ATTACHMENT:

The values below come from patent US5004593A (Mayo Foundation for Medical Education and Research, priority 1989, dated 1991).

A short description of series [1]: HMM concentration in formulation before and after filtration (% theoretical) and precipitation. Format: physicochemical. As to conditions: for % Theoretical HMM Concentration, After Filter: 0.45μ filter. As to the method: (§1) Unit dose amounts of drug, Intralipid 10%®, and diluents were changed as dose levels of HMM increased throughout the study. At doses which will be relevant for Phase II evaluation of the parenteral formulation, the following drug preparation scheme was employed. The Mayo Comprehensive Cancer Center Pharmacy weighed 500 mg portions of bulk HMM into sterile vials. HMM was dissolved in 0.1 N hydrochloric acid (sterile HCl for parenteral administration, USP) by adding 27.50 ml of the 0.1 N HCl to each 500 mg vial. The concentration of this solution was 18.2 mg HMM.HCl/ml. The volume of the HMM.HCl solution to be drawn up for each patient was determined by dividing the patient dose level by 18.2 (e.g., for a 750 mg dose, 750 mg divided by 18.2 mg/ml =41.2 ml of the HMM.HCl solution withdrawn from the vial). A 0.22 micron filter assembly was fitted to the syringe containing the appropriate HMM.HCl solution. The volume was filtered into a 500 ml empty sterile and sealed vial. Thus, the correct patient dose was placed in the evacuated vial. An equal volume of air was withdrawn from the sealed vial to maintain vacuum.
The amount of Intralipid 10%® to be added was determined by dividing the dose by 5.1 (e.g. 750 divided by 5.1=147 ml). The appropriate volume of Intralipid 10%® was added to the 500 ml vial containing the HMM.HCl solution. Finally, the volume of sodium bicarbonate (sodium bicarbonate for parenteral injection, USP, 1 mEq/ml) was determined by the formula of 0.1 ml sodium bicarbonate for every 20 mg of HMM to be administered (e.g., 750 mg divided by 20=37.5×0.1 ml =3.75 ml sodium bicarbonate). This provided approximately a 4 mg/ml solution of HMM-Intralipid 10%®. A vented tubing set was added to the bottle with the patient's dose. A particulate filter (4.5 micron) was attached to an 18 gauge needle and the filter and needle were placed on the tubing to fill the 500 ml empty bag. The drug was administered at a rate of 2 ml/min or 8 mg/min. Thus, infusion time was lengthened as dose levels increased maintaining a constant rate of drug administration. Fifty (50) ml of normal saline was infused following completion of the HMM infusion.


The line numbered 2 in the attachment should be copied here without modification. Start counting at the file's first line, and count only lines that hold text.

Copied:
A short description of series [1]: HMM concentration in formulation before and after filtration (% theoretical) and precipitation. Format: physicochemical. As to conditions: for % Theoretical HMM Concentration, After Filter: 0.45μ filter. As to the method: (§1) Unit dose amounts of drug, Intralipid 10%®, and diluents were changed as dose levels of HMM increased throughout the study. At doses which will be relevant for Phase II evaluation of the parenteral formulation, the following drug preparation scheme was employed. The Mayo Comprehensive Cancer Center Pharmacy weighed 500 mg portions of bulk HMM into sterile vials. HMM was dissolved in 0.1 N hydrochloric acid (sterile HCl for parenteral administration, USP) by adding 27.50 ml of the 0.1 N HCl to each 500 mg vial. The concentration of this solution was 18.2 mg HMM.HCl/ml. The volume of the HMM.HCl solution to be drawn up for each patient was determined by dividing the patient dose level by 18.2 (e.g., for a 750 mg dose, 750 mg divided by 18.2 mg/ml =41.2 ml of the HMM.HCl solution withdrawn from the vial). A 0.22 micron filter assembly was fitted to the syringe containing the appropriate HMM.HCl solution. The volume was filtered into a 500 ml empty sterile and sealed vial. Thus, the correct patient dose was placed in the evacuated vial. An equal volume of air was withdrawn from the sealed vial to maintain vacuum.